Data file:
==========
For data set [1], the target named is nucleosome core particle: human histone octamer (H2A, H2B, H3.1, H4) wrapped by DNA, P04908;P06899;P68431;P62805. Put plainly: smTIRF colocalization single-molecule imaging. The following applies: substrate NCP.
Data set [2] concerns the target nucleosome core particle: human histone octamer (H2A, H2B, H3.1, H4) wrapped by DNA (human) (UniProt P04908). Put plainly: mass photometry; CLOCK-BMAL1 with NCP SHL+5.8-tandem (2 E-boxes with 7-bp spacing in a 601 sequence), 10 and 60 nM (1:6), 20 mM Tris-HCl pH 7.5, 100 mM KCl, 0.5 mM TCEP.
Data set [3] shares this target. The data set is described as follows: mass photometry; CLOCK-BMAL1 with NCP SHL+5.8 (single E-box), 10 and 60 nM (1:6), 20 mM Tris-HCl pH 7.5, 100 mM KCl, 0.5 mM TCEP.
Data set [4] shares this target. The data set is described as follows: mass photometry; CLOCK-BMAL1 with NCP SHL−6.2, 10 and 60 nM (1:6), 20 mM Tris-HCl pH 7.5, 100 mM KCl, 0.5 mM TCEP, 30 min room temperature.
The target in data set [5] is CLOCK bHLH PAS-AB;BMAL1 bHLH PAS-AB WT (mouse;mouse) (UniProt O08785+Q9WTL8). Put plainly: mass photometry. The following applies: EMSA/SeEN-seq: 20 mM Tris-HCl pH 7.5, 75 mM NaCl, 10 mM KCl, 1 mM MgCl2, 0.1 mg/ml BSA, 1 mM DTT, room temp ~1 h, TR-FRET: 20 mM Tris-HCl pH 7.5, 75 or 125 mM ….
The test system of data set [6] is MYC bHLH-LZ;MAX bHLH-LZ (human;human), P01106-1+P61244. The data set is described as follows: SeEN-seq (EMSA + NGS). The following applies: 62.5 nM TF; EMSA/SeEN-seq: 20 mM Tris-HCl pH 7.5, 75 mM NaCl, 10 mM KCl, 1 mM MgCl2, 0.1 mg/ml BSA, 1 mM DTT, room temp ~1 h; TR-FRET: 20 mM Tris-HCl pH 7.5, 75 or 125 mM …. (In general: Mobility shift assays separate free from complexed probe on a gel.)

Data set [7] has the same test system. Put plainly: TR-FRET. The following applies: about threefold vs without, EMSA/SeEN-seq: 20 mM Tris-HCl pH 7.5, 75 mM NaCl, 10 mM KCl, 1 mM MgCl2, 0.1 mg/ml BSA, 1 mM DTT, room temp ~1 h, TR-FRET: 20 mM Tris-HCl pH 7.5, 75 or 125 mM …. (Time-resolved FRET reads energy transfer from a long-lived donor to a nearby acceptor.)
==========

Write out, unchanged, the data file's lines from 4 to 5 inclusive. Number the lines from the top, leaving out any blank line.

Data set [4] shares this target. The data set is described as follows: mass photometry; CLOCK-BMAL1 with NCP SHL−6.2, 10 and 60 nM (1:6), 20 mM Tris-HCl pH 7.5, 100 mM KCl, 0.5 mM TCEP, 30 min room temperature.
The target in data set [5] is CLOCK bHLH PAS-AB;BMAL1 bHLH PAS-AB WT (mouse;mouse) (UniProt O08785+Q9WTL8). Put plainly: mass photometry. The following applies: EMSA/SeEN-seq: 20 mM Tris-HCl pH 7.5, 75 mM NaCl, 10 mM KCl, 1 mM MgCl2, 0.1 mg/ml BSA, 1 mM DTT, room temp ~1 h, TR-FRET: 20 mM Tris-HCl pH 7.5, 75 or 125 mM ….